My daughter is on the autism spectrum. She doesn’t use spoken language to communicate. She prefers baby toys to things that other teenage girls might use to fill their time.
She seems largely unaware of any feeling of embarrassment or shyness when it comes to other people. She shows no interest in needing privacy or secrecy when it comes to self-care or dressing. I’m honestly not sure she would even notice or care if I sent her to school naked or half-dressed.
But I have decided that her dignity is important, that her modesty and privacy are vital. I will protect her privacy even if she shows no interest in needing it. I will protect her dignity even when she seems not to care. If I don’t protect her, who will? And I will set this standard for anyone who cares for her.
Teenage girls want and need privacy. They do not want their moms discussing their bodily functions or their progress through puberty. They don’t want their parents talking about their bathroom habits to other people.
Teenage girls don’t want all their secrets and private "girl stuff" talked about. And if it’s inappropriate and bothersome for other teenage girls, then it’s inappropriate and bothersome for my girl.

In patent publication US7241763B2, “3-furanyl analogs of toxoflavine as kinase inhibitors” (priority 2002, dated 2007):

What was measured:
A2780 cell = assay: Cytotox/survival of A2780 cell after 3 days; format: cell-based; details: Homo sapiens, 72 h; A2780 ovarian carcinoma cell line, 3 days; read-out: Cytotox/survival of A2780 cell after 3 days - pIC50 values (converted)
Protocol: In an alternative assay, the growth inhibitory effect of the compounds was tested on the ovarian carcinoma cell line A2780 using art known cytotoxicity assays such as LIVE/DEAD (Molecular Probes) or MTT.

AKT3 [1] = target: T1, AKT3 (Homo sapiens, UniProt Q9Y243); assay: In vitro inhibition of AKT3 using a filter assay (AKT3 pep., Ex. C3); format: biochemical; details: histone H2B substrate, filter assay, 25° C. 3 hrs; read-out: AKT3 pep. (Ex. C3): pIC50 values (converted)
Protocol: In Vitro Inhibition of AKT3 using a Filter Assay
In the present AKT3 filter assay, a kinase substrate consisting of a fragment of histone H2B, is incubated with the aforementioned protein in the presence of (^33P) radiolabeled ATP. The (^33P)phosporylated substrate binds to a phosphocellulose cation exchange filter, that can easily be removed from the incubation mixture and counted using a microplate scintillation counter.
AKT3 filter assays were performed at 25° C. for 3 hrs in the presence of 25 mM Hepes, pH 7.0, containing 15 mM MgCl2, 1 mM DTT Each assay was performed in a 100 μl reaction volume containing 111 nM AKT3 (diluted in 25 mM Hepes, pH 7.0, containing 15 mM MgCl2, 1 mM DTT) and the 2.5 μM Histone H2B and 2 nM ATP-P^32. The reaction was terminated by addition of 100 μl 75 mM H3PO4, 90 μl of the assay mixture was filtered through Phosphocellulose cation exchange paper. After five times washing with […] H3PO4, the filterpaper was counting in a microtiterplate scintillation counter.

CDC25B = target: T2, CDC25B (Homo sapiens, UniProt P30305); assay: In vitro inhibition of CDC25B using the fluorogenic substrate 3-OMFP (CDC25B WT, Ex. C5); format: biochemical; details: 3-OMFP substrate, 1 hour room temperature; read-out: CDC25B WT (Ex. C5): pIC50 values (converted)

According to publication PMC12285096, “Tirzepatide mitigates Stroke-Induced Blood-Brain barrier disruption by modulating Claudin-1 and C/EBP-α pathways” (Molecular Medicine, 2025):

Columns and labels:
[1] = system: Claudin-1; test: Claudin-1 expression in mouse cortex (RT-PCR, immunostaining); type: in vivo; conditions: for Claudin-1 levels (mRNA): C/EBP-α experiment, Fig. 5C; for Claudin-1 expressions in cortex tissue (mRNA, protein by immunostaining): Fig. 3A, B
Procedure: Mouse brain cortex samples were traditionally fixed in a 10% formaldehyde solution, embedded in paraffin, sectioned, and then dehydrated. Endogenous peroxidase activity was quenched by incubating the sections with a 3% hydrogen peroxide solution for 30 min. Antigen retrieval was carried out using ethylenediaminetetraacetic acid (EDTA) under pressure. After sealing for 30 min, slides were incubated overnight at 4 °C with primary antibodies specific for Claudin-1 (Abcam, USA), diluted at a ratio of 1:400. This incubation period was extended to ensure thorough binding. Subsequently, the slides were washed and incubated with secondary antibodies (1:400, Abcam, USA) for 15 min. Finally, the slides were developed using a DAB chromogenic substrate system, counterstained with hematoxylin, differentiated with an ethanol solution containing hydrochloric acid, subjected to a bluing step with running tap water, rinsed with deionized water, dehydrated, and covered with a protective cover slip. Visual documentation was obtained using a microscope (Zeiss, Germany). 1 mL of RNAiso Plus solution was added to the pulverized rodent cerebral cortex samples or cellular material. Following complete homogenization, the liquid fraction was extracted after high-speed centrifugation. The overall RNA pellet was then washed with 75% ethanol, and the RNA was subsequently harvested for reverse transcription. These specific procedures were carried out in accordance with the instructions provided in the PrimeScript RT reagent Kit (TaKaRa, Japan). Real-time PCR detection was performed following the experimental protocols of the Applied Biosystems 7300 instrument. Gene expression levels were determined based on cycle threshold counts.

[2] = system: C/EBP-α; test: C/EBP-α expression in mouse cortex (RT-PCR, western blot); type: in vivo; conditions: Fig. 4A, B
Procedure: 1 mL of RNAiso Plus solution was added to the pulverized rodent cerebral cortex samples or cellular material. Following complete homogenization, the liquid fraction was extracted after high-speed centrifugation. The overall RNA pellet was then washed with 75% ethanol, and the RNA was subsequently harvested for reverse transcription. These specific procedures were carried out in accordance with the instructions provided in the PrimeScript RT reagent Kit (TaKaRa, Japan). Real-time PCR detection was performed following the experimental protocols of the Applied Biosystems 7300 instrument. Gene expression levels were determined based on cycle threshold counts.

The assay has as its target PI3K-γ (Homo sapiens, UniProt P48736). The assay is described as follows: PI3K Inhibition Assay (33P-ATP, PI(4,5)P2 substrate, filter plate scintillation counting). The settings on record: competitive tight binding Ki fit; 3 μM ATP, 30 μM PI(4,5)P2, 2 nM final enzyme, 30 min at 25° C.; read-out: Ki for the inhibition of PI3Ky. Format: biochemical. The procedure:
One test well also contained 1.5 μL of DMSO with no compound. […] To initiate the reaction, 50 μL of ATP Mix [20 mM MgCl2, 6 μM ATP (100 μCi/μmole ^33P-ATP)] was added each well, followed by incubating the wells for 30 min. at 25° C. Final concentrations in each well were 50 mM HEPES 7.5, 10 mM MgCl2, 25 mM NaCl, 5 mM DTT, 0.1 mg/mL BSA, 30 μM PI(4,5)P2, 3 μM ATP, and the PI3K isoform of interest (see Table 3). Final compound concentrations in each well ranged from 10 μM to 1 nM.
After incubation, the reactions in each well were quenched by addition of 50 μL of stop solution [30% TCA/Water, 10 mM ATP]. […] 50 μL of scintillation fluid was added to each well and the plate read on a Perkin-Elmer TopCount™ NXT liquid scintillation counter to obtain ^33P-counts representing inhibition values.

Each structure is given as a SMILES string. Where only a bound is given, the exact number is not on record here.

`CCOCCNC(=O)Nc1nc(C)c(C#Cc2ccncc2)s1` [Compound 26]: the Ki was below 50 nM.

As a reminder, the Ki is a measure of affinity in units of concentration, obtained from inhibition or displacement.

I cringe when I see parents post something on social media about their child with a disability that they would never ever post publicly about their children without disabilities.
My heart sinks when I hear parents discuss private toileting or care details with others. It’s no one’s business except those who are asked to care for the child. And we, as parents, should work hard to protect our children’s dignity by not talking about private things in public forums or with others.
If you have hygiene or toileting supplies, keep them covered so no one sees them. If there is an issue with hygiene or toileting that needs to be discussed, then do so in private and in a quiet private voice.
While I don’t think parents intentionally harm their children by discussing private topics, I do think parents should be aware of what is appropriate and what is not. I encourage parents to make a promise to their teenage or adult child that no one will know the ins and outs of their personal care unless it is necessary for that person to know.
I urge parents to stop and think before posting to social media. Ask your verbal child for permission to post it. Ask yourself, “Would I like it if someone posted this about me?” And if you wouldn’t like it, then let’s show our children enough respect not to post it.
It seems only fair and right. Our children deserve that dignity and respect. They deserve that dignity and respect even if they don’t act like it is important to them.
When you have a child with disabilities, you find yourself in a whole new world. You meet people you probably would have never known had it not been for your child. Some of these new relationships become as strong (or stronger) than those you have with your own family.
Categories: Family Support